Florida’s Pollution Prevention Program

Florida’s Pollution Prevention Program

Source: Florida DEP

Another program closely tied in with the State’s waste reduction and recycling efforts is called the Florida Pollution Prevention (P2) Program. Pollution prevention is a process improvement that eliminates, conserves or reuses materials which are the source of pollution. It achieves positive financial, environmental and worker health results.

Pollution prevention increases efficiency of business operations and results in lower raw material and labor costs. It eliminates long-term cradle-to-grave liabilities, hazardous waste management fees, and expenses associated with pollution control. Pollution prevention can also decrease worker exposure to toxins and clean-up costs resulting from improper disposal of hazardous substances.

Legislative Background

The 1988 Legislature established an assistance program designed to aid in reducing the amount and toxicity of hazardous waste generated in the State. In 1991, the Florida Pollution Prevention Act expanded the original legislation to encourage source reduction (preventing and reducing pollution at its source), waste reduction, resource conservation, and energy efficiency.

The Florida Pollution Prevention Act of 1991 also expanded the Department’s technical assistance activities, directed all state and local agencies to pursue prevention strategies, allowed financial and proprietary data collected during on-site technical assistance visits to be kept confidential, and created the Florida Pollution Prevention Council. The Council met for two years and its final report contained recommendations for a voluntary, statewide 50% reduction goal, small business loan programs, voluntary multimedia inspections, pollution prevention projects in enforcement, and increased technical assistance.

The Pollution Prevention (P2) Program offers non-regulatory technical guidance and education to Florida citizens, businesses, and industries. Since its inception, the P2 Program has assisted almost 400 Florida businesses in eliminating or reducing the generation of hazardous waste and toxic releases to Florida’s environment. Most efforts focus on small businesses because they have fewer resources to research and implement pollution prevention options.

The P2 Program’s many outreach efforts include on-site pollution prevention assessments, local government training, pollution prevention tip sheets, and a newsletter. A Statewide Pollution Prevention Conference is held annually. Representatives also participate in government workshops and trade association forums.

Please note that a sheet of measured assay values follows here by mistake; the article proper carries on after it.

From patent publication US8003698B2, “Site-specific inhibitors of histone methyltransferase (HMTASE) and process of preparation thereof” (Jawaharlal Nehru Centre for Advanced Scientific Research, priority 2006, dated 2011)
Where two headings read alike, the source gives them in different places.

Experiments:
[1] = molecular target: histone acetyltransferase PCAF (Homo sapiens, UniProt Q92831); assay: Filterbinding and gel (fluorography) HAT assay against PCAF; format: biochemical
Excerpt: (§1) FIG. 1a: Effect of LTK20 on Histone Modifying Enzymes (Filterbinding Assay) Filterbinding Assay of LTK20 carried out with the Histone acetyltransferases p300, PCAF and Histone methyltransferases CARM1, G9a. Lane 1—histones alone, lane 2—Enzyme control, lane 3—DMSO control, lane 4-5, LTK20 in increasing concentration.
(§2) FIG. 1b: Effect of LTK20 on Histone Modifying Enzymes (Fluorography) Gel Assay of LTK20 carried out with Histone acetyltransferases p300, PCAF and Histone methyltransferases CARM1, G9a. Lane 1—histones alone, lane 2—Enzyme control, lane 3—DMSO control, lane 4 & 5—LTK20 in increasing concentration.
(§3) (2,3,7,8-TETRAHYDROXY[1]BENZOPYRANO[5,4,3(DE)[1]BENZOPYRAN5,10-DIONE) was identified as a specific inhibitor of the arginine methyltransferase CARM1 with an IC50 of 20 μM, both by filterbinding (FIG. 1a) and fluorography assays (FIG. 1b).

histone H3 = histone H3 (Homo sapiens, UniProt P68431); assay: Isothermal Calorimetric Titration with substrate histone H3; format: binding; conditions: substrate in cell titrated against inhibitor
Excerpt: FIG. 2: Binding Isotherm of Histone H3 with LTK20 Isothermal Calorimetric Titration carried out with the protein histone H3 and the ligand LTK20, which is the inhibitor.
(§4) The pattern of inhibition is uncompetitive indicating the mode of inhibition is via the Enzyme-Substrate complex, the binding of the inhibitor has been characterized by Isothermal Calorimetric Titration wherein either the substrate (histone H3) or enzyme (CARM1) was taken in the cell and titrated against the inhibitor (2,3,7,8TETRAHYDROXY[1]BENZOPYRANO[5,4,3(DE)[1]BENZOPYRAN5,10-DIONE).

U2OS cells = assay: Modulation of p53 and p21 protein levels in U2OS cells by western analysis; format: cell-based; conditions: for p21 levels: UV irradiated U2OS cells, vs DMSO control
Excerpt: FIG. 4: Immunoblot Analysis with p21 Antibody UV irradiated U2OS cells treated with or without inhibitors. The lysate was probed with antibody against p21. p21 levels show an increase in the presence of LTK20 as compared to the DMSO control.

Florida’s P2 Program employs four full-time and five part-time engineers with extensive industrial experience. They provide pollution prevention technical assistance to Florida businesses and citizens around the state.

The P2 Resource Center contains tip sheets, industry articles, and case studies which illustrate economic and environmental benefits of pollution prevention. Documents can be obtained by telephone (850-488-0300) or through the P2 Program’s web site: http://www.dep.state.fl.us/dwm/programs/p2

Pollution Prevention and Ecosystem Management

As instructed by the Department’s 1996 Ecosystem Management Implementation Strategy, the Pollution Prevention Program continues to encourage the integration of pollution prevention into all DEP programs. This year, the P2 Program staff will conduct another round of training sessions in all District Offices which will include introductory information and P2 Projects in Enforcement. Future meetings will focus on incorporating pollution prevention opportunities into rules.

Additional Funding and Grants

The measurements of pollution prevention success gathered for the USEPA 1996 Pollution Prevention Incentives for States (PPIS) grant will be entered into a database which is under development. These findings will assist the P2 Program to quantitatively evaluate the success of services offered to Florida businesses. An initiative to identify pollution prevention incentives for industry through the environmental regulatory structure is also planned under this grant.

The 1997 PPIS grant encourages and expands pollution prevention partnerships with the Florida Manufacturing Technology Centers, the John F. Kennedy Space Center, and NAS Whiting Field, among others.

The 1998 PPIS grant expands partnership networks with environmental and business assistance providers, including the Florida Small Business Development Centers and the FDEP Small Business Assistance Program. A supplemental project allows the P2 Program to assist the Florida Pollution Prevention Roundtable (FLPPR), a group composed of local government representatives, with travel, funding, and staff time. FLPPR has adopted by-laws and produced their first yearly workplan.

The workplan provides more specific information on how the group will meet its goals, which are: to coordinate pollution prevention efforts in the state, improve the transfer of information, and maximize local efforts.


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